Skip to content

Police Association supports body worn cameras

'We are supportive of it because it shows transparency'
121217-body camera-AdobeStock_118990763-MG
(stock photo)

The North Bay Police Association president believes body cameras would be a good thing for the North Bay Police Service. 

"We are supportive of it because it shows transparency right," said Aaron Northrup, the North Bay Police Association President.  

"The only question I have is the cost because the cost goes back to the taxpayer. How is it stored and how does it relate to young offenders."  

The North Bay Police Board asked the Chief during June's monthly board meeting to look into the possibility of acquiring such technology for the local service. Both Chief Tod and the association both have questions as to how the cameras are used. 

"Who is on video? When is the video used and is the video on 24/7?" questions Northrup.  

"Does that mean you have officers in the lunchroom on video or you are going out on a stressful situation and your first instinct is to turn on your camera? You are going to a gun call, is the camera on all the time, or is it off. Any time I go to a priority call you turn your radio on first, then press the button for the camera, then thinking about your gun and thinking about everything else. The issue is how is it going to work. We are for it."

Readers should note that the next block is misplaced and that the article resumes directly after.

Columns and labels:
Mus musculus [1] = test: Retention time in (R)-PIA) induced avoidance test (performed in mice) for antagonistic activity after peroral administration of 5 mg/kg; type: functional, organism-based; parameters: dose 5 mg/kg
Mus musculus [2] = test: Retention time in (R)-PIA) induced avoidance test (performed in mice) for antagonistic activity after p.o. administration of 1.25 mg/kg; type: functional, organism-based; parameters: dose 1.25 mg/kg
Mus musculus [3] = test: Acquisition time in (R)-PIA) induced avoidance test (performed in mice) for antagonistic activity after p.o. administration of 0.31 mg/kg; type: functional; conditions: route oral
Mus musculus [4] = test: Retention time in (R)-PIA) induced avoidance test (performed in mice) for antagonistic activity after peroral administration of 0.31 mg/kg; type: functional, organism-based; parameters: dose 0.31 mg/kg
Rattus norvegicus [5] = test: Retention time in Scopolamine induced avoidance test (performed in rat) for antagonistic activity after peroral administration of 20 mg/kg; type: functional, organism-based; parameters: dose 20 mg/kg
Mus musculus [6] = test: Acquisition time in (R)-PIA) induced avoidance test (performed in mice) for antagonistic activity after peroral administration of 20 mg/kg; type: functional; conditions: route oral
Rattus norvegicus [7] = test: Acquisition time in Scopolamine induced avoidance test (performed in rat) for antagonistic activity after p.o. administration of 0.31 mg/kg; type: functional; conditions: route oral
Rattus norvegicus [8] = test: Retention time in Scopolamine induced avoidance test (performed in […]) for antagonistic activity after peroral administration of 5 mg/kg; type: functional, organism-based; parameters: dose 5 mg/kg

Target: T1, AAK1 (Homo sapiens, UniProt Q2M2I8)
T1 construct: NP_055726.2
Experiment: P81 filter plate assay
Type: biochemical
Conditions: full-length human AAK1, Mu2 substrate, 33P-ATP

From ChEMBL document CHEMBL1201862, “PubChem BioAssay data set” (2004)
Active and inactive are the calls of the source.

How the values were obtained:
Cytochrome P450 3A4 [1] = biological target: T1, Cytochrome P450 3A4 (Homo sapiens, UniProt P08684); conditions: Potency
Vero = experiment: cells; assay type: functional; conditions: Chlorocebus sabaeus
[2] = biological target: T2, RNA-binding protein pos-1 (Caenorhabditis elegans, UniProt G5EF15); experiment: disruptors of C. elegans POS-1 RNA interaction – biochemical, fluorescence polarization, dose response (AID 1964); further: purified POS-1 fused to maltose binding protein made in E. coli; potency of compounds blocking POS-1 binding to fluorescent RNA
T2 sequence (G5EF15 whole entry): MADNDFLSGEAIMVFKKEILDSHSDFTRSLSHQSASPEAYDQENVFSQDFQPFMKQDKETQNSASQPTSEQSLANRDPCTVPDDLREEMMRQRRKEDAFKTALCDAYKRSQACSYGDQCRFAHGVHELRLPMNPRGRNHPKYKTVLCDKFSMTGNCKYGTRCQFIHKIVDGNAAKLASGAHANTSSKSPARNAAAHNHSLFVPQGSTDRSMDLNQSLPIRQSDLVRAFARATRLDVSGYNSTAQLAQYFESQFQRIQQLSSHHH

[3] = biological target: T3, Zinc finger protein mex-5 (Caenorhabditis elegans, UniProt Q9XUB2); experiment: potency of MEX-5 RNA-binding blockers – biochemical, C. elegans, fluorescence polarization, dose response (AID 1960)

See related: Police Body worn cameras to be installed by 2021?

At the board meeting, Tod seemed optimistic about the new technology.  

"We have seen the benefits of the in-car camera and police body-worn video for the protection of the officers and the members of the public," said Tod.  

"But I think the overall aspect is to provide an increased level of accountability and a record of what we have done as a police service in our actions and in our words and how we responded to incidents as they have been reported. So I think the body-worn video is an expectation that the public has."

Northrup sees the body cameras helping out the officers with their investigations.  

"In Australia when they go to domestics they actually do their interviews right on the body cams," said Northrup who has done research on the issue.  

"If they take a video of the house or where the domestic happened, it means less officer notes so it is kind of neat in that concept. You just go in and do the investigation on camera and then download the information.

"When you get a complaint and someone says an officer did something inappropriate it should be recorded right? The same for the police officers. The audio is probably going to be better than the video."

While the decision of acquiring the cameras will be an operational decision, Northrup says the Association does have some uniform concerns as to where the camera would be placed in the winter months when the officers are wearing coats over their bulletproof vests.  

Chris Dawson

About the Author: Chris Dawson

Chris Dawson has been with since 2004. He has provided up-to-the-minute sports coverage and has become a key member of the BayToday news team.
Read more